Friday, April 10, 2009

Do you like your liberty?

Easy question, right?

How about this one: do you like the death penalty?

Or: Do you like the death penalty for other people? Especially poor people?

Then maybe this story should interest you.

The key to protecting all of us from government power is the right to trial by jury, and the Founding Fathers recognized that the right to trial by jury is a hollow right without the effective assistance of counsel. It's right up there in the Bill of Rights.

So the story. Despite the slight unpleasantness they had in the past (reminder: there was a period when as many people were released from Death Row because they were innocent as were actually executed), they still have the death penalty in Illinois.

Sure, you're still supposed to have a trial, and be convicted by clear and convincing proof, and the state has to meet enhanced constitutional protections before the death penalty is issued,

But that only works if your lawyer can afford to defend you.

In a novel legal move, court-appointed attorneys for a man charged in a double murder want the state barred from seeking the death penalty because a state fund to pay for the defense of capital cases has run out of money.

Without the funds, Assistant Public Defender Marijane Placek said, her office would be unable to pay for the help of expert witnesses, depriving her client, Brian Gilbert, of an adequate defense.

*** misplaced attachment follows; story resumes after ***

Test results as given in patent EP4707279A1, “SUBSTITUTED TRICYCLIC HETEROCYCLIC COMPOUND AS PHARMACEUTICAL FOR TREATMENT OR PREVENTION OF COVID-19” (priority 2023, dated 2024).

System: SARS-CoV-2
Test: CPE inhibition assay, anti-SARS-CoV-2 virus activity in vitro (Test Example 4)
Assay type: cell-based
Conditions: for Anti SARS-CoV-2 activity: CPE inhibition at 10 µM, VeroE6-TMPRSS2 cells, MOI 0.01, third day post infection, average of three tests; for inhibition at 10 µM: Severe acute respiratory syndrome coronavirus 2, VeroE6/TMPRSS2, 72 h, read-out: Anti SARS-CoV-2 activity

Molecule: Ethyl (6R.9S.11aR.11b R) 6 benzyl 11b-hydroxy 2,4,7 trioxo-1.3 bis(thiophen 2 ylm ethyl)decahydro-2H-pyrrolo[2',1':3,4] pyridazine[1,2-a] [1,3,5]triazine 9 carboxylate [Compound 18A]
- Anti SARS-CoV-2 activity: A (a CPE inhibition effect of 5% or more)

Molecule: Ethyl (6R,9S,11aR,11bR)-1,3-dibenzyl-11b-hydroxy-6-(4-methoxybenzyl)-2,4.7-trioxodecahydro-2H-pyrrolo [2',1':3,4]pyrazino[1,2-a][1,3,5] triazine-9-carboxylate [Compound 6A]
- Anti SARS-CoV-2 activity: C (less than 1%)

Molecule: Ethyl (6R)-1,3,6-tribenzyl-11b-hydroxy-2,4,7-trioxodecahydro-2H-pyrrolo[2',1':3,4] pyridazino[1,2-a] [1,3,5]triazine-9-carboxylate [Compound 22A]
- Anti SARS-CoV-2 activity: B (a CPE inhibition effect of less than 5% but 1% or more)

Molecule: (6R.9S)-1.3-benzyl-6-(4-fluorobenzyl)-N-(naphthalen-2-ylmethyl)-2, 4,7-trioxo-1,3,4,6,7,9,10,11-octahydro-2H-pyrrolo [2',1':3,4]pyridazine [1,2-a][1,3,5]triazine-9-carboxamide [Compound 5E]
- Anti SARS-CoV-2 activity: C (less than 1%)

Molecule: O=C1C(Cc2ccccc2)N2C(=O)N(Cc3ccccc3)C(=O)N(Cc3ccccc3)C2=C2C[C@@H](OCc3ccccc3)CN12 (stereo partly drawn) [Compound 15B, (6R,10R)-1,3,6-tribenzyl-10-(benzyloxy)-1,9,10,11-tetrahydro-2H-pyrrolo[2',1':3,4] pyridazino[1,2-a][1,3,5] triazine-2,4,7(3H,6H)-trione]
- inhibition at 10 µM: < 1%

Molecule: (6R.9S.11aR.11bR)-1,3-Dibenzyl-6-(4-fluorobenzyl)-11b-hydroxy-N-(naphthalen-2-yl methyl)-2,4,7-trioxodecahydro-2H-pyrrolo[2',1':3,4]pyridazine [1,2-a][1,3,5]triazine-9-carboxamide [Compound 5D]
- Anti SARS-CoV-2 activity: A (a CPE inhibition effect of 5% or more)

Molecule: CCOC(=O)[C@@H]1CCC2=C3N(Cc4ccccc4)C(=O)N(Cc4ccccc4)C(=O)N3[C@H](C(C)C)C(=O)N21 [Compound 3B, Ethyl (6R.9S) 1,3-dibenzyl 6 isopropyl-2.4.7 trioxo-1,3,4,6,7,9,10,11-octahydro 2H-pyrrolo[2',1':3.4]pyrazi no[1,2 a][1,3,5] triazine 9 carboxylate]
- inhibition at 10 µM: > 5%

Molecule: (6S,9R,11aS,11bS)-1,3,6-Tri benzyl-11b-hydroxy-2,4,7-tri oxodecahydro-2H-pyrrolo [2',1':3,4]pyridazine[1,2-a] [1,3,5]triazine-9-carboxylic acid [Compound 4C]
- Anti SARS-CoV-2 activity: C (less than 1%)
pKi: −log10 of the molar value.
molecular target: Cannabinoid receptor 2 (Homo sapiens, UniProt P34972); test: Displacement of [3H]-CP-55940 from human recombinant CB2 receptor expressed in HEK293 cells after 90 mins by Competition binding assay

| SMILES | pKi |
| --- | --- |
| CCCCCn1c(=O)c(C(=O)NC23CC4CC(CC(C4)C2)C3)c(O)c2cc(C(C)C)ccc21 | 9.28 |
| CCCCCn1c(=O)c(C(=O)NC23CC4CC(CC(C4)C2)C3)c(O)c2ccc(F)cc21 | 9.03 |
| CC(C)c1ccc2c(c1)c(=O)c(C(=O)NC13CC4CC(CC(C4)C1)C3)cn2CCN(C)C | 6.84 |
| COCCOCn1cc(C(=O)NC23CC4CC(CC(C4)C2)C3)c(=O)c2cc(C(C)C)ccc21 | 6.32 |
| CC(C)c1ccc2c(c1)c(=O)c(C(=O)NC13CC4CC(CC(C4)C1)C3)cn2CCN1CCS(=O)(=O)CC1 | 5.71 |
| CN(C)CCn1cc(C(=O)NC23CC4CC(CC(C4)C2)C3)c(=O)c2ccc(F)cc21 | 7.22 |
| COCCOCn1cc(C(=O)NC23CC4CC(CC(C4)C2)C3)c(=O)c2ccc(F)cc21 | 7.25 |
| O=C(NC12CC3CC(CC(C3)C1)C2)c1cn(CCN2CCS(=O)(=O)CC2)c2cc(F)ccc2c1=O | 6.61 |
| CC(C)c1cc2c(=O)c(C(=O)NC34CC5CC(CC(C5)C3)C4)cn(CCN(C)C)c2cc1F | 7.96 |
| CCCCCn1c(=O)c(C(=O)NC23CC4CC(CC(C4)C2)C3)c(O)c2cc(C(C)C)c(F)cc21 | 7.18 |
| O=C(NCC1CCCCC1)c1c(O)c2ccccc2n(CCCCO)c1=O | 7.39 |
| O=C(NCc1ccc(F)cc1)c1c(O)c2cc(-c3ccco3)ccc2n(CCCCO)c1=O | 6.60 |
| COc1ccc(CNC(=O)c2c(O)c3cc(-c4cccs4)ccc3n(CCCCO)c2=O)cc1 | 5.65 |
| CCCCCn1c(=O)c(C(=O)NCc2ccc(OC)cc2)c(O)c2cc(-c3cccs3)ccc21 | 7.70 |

Gilbert is charged in the 2007 fatal stabbing of his girlfriend's two sons, Marquise, 12, and Quinton Jackson, 14, after a quarrel over housework.

Death penalty cases can take more than five or six years to go to trial, twice as long as typical murder cases. After more than a dozen Death Row inmates were exonerated by DNA and other evidence, death penalty reforms were passed earlier this decade, boosting the cost of capital cases even further. In response, state lawmakers established the Capital Litigation Trust Fund to defray the additional costs.

In a motion filed Wednesday, Placek informed Circuit Judge Thomas Gainer Jr. that the public defender's annual allotment in the fund had been used up. She wrote that Gilbert has a long-standing, severe mental illness and that the case will require a massive amount of work to prepare for trial.

"We have no money to defend the death penalty," Placek said Thursday in an interview. "And for this reason, our client can't get a fair trial."


Why is this important? I think it's important that everybody get an adequate defense, but let's get past that: Everybody needs access to an adequate criminal defense. Everybody is a potential criminal defendant. And not everybody is poor enough to qualify for the public defender, but hardly anyone can afford to hire a lawyer for a major criminal charge, death penalty or no.

So if you know a public defender, thank him or her: they're protecting all our rights.

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